Question of Palestine home || Permalink || About UNISPAL || Search

Follow UNISPAL RSS Twitter

Source: United Nations Children's Fund (UNICEF)
17 December 2007

UNICEF Humanitarian Action Update: OPT 17 Dec 2007


- Health officials warn of an impending crisis in 2008, with a gap of $42 million in drugs and consumables.
- Military operations, curfews, strikes, lack of educational material and classrooms hamper education of children.
- This year, more children have died in internal violence than in the last two years.


Gaza's border crossings have been closed for half a year except for urgent medical cases. Since 28 October, fuel supplies to Gaza have also been reduced: diesel (used for ambulances and service vehicles) by 47 per cent and industrial gasoline (used by the Gaza Power Plant) by 9 per cent.

Across the West Bank, military incursions, barrier construction and the closure system continue to choke the local economy and livelihoods. In November, only 25% of essential drugs were available, and the majority of diagnostic and x-ray equipment were no longer functioning at Ministry of Health facilities. Materials to build and repair water and sanitation systems remain blocked outside Gaza. Schools were running out of paper. Localized shortages were reported for wheat grain, dairy products and powdered milk, and food prices have increased since June: wheat flour by 46%, bananas by 43%, and yogurt by 20%.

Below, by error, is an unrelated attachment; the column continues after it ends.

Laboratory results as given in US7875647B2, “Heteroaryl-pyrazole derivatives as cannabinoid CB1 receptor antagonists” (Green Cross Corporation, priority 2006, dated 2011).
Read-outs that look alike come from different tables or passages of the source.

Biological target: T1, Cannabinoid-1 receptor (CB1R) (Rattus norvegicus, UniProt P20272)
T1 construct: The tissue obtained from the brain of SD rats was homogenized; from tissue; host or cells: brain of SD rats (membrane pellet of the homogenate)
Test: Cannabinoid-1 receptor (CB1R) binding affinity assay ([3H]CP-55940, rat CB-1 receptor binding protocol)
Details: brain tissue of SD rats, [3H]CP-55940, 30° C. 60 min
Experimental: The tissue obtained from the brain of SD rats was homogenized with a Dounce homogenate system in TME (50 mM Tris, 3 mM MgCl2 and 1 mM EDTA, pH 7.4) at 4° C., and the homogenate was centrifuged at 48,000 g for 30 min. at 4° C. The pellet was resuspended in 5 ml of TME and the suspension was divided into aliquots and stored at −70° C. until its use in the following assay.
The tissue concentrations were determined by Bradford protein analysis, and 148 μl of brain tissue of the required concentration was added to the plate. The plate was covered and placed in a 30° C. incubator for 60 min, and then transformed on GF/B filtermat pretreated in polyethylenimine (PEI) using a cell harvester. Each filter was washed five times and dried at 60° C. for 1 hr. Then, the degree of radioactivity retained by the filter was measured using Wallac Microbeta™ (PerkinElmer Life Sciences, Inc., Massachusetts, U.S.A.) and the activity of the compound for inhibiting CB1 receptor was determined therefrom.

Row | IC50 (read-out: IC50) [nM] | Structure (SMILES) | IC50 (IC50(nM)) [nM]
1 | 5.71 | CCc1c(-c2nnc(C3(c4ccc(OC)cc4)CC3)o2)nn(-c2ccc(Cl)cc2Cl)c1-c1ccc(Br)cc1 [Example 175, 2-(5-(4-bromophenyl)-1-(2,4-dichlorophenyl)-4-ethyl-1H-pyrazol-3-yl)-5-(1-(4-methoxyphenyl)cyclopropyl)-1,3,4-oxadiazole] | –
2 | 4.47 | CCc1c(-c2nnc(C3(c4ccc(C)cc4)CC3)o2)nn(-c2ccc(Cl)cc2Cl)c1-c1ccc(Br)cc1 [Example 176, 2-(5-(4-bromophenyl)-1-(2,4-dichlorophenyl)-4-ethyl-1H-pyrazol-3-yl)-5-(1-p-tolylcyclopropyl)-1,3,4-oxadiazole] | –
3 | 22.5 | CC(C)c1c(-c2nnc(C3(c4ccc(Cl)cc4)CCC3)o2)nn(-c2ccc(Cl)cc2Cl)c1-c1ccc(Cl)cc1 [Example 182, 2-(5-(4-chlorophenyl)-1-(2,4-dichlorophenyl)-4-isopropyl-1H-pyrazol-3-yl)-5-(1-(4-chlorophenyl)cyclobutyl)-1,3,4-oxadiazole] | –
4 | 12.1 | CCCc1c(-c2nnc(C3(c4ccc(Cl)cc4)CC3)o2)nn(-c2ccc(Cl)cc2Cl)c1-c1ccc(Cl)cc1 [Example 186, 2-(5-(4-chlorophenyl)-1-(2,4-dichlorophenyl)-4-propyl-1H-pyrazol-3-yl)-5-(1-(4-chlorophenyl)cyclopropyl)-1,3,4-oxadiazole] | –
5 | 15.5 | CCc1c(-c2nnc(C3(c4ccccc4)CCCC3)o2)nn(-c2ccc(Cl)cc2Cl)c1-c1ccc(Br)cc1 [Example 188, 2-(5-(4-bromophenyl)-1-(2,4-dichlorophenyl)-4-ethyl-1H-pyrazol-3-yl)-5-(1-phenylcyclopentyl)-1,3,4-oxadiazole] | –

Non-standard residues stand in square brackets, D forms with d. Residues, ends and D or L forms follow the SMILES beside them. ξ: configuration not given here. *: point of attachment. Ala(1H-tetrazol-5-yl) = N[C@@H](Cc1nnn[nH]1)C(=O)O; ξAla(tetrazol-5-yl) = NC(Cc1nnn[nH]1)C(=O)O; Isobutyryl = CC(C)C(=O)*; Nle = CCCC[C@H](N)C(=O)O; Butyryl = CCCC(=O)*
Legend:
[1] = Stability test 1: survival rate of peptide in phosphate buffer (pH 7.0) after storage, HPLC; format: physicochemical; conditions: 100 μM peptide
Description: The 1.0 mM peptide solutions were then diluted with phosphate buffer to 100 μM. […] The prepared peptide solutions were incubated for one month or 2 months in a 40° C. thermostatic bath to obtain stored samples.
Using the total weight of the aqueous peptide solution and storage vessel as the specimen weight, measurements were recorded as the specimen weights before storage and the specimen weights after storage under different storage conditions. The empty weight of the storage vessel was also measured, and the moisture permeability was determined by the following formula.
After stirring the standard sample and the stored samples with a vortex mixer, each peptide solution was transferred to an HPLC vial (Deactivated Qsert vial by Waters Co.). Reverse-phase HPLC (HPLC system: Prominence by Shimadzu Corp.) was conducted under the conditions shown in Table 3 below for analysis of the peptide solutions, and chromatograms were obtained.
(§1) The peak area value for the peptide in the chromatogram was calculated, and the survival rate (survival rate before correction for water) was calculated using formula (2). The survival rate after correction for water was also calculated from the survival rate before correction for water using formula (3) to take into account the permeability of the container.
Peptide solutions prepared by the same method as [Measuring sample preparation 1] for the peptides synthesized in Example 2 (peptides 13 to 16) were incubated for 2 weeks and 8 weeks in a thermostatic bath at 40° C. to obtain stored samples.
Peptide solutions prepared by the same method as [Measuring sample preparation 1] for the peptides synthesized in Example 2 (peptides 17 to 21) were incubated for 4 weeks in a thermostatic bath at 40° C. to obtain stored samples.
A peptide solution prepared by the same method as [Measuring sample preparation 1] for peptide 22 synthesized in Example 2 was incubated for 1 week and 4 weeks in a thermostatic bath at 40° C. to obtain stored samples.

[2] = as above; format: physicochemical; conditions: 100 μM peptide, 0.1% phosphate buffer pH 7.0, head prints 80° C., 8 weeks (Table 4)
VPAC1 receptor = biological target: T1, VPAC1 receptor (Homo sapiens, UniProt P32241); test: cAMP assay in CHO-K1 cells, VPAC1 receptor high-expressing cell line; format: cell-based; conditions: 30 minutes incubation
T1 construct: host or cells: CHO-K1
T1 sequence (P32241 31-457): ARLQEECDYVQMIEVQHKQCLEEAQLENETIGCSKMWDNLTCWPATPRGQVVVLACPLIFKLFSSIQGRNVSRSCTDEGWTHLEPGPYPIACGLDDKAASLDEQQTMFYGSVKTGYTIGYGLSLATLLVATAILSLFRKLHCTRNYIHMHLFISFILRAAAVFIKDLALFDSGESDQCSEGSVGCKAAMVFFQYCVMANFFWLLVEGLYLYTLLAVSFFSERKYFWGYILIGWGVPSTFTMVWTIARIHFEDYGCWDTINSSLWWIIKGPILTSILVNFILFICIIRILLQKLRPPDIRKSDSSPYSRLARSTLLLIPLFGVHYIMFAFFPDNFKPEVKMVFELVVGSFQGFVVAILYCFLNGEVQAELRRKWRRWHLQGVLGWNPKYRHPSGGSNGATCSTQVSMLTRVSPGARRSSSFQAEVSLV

Worsening socio-economic conditions in Gaza seem to be causing increased levels of violence against women. According to surveys in Gaza, two in five women reported being victims of violence in 2007, up from one in five in 2006. There were 12 so-called "honor killings" this year, up from four in 2004.

UNICEF's programmes focus on health and nutrition, education, water and sanitation, child protection and adolescent development, targeting communities where the needs are greatest. This support is needed more than ever to help prevent a further deterioration in children's well-being.

Full report:

Complete document in PDF format (Requires Acrobat Reader)

Follow UNISPAL RSS Twitter